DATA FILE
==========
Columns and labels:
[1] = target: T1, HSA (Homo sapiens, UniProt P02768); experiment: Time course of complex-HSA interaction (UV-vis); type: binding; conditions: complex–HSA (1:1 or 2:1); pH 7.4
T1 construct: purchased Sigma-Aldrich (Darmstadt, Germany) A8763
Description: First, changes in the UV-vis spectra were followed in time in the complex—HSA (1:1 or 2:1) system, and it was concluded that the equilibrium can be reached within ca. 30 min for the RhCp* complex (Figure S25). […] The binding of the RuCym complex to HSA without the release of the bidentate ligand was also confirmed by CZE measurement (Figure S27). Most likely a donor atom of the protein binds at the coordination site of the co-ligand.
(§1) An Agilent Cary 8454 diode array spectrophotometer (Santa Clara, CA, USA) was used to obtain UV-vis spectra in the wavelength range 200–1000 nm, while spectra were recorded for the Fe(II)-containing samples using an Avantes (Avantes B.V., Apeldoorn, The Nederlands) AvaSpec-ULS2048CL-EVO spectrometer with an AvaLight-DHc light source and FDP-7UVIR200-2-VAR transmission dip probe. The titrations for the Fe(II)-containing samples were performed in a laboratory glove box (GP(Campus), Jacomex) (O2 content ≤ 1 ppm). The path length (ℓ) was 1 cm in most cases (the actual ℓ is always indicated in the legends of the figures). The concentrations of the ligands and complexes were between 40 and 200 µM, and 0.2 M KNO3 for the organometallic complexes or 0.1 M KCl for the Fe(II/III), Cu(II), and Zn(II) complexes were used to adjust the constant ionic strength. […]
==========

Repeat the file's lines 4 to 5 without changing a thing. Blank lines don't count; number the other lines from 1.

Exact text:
Description: First, changes in the UV-vis spectra were followed in time in the complex—HSA (1:1 or 2:1) system, and it was concluded that the equilibrium can be reached within ca. 30 min for the RhCp* complex (Figure S25). […] The binding of the RuCym complex to HSA without the release of the bidentate ligand was also confirmed by CZE measurement (Figure S27). Most likely a donor atom of the protein binds at the coordination site of the co-ligand.
(§1) An Agilent Cary 8454 diode array spectrophotometer (Santa Clara, CA, USA) was used to obtain UV-vis spectra in the wavelength range 200–1000 nm, while spectra were recorded for the Fe(II)-containing samples using an Avantes (Avantes B.V., Apeldoorn, The Nederlands) AvaSpec-ULS2048CL-EVO spectrometer with an AvaLight-DHc light source and FDP-7UVIR200-2-VAR transmission dip probe. The titrations for the Fe(II)-containing samples were performed in a laboratory glove box (GP(Campus), Jacomex) (O2 content ≤ 1 ppm). The path length (ℓ) was 1 cm in most cases (the actual ℓ is always indicated in the legends of the figures). The concentrations of the ligands and complexes were between 40 and 200 µM, and 0.2 M KNO3 for the organometallic complexes or 0.1 M KCl for the Fe(II/III), Cu(II), and Zn(II) complexes were used to adjust the constant ionic strength. […]